The Experiential World of D'Arcy McNickle


The Experiential World of D’Arcy McNickle has been made possible through an Undergraduate Research Consultant Team grant from the Office of Undergraduate Research at the University of North Carolina at Chapel Hill.

Building on Professor Dan Cobb’s ongoing research, we have adopted innovative research methods and ways of approaching biography to seek new ways of imagining and representing the experiential world of D’Arcy McNickle (1904-1977), a citizen of the Confederated Salish-Kootenai Tribes of the Flathead Nation in Montana and one of the twentieth century’s most influential American Indian writers, intellectuals, and activists.

At the heart of our project is D’Arcy McNickle’s diary, which is housed in The Newberry Library in Chicago, Illinois and where Professor Cobb served as the Assistant Director of the D’Arcy McNickle Center for American Indian and Indigenous Studies from 2003 to 2004.

After transcribing, deconstructing, and contextualizing a large portion of McNickle’s diary, we decided to represent the insights we gained through three modes: this website, a co-authored essay for submission to a peer-reviewed scholarly journal (currently in progress), and The D’Arcy McNickle Interpretive Garden, a temporary exhibit created in partnership with the Carolina Community Garden at the University of North Carolina at Chapel Hill.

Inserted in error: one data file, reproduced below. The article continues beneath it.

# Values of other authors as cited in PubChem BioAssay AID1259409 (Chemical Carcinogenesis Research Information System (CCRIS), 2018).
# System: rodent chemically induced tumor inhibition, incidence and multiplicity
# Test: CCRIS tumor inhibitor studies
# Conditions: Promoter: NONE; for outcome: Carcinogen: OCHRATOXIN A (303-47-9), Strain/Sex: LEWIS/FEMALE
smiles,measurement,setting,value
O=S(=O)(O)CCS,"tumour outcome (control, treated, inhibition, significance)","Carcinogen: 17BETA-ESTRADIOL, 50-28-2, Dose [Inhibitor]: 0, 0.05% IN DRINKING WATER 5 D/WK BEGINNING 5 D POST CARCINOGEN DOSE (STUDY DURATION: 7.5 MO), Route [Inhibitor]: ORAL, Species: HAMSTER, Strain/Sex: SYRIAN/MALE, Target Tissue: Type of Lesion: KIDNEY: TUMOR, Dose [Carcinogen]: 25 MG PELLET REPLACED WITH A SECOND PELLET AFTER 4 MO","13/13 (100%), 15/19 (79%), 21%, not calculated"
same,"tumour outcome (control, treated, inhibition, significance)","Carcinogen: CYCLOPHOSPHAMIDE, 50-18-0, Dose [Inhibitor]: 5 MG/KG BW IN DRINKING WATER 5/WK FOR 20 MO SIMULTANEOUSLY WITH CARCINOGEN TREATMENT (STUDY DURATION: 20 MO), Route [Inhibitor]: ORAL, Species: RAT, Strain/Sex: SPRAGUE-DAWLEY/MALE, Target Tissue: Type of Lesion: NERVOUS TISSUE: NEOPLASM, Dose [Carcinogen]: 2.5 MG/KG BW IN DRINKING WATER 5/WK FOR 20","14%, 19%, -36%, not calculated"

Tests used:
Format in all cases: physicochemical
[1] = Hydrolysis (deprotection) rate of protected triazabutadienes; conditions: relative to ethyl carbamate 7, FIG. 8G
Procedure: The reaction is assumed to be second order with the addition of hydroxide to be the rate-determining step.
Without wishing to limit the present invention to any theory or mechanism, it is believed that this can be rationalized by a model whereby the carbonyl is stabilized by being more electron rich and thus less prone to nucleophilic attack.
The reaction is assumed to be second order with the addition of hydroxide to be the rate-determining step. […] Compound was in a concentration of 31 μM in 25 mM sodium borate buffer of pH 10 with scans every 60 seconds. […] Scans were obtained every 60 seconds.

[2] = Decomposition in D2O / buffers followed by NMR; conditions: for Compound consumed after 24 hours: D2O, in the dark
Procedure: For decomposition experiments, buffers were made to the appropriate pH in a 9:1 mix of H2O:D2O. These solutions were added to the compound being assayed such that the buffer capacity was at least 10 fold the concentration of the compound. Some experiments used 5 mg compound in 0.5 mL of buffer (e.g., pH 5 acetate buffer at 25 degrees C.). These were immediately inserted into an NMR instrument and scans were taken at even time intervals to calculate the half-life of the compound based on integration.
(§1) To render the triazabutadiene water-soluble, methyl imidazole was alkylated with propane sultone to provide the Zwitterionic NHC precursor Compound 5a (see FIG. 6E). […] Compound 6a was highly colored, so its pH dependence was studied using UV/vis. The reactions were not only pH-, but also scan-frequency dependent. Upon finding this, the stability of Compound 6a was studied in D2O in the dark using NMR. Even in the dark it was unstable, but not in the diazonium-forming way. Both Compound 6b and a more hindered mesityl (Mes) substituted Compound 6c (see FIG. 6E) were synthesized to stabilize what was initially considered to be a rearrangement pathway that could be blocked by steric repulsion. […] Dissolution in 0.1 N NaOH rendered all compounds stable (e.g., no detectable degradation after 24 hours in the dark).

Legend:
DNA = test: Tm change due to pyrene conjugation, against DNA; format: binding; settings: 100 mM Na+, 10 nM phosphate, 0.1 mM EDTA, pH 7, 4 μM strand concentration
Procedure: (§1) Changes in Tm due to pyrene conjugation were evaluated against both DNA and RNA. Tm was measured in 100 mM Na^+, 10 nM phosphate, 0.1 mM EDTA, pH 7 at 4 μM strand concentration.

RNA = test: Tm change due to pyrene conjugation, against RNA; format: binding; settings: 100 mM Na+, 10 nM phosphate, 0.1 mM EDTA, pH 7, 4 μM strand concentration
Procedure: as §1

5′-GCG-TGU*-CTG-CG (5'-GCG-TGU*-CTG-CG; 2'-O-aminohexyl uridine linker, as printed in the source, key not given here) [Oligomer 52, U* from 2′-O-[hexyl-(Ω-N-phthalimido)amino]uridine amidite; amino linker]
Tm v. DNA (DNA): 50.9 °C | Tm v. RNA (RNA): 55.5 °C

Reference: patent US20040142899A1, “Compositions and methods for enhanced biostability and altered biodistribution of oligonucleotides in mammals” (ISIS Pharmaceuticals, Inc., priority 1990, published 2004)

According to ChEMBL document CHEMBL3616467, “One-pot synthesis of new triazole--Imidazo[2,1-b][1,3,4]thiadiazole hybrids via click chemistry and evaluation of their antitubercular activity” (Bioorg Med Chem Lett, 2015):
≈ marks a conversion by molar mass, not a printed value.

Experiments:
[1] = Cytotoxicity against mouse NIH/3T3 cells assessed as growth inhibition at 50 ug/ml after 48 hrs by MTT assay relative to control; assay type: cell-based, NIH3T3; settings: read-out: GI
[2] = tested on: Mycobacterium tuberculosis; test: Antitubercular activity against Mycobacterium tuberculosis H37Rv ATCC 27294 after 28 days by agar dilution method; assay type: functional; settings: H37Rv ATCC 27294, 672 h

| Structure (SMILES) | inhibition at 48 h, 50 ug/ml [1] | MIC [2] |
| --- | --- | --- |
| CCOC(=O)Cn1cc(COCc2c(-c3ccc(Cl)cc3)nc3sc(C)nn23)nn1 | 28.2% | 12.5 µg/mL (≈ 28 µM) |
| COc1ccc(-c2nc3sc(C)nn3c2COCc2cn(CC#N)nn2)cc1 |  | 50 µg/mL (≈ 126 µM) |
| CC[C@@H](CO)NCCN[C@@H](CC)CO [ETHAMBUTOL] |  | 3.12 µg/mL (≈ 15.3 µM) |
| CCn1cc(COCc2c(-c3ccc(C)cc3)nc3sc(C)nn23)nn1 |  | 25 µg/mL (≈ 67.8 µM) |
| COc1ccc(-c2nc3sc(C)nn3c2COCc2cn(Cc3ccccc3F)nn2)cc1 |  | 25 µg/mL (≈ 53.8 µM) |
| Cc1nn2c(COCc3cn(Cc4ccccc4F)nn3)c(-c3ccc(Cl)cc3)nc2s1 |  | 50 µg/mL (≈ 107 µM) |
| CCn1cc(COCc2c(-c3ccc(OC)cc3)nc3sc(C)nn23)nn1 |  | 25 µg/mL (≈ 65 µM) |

The pages associated with this website invite you to imagine the diary as a window into the experiential world and remarkable life of an Indigenous person who, in entry upon entry, literally and figuratively wrote his “self” and sense of belonging into a world radically transformed by settler colonialism. In so doing, his diary serves as testimony to Indigenous creativity, brilliance, and resilience.

The members of the URCT, Mackenzie Collura-Repp, Samara Perez Labra, Gabrielle Walton, Grace Yannotta, and Professor Dan Cobb thank Claire Lorch, Joanna Massey Lelkacs, Boots Quimby, and everyone at the Carolina Community Garden, North Carolina Botanical Garden, and Office of Undergraduate Research for their support!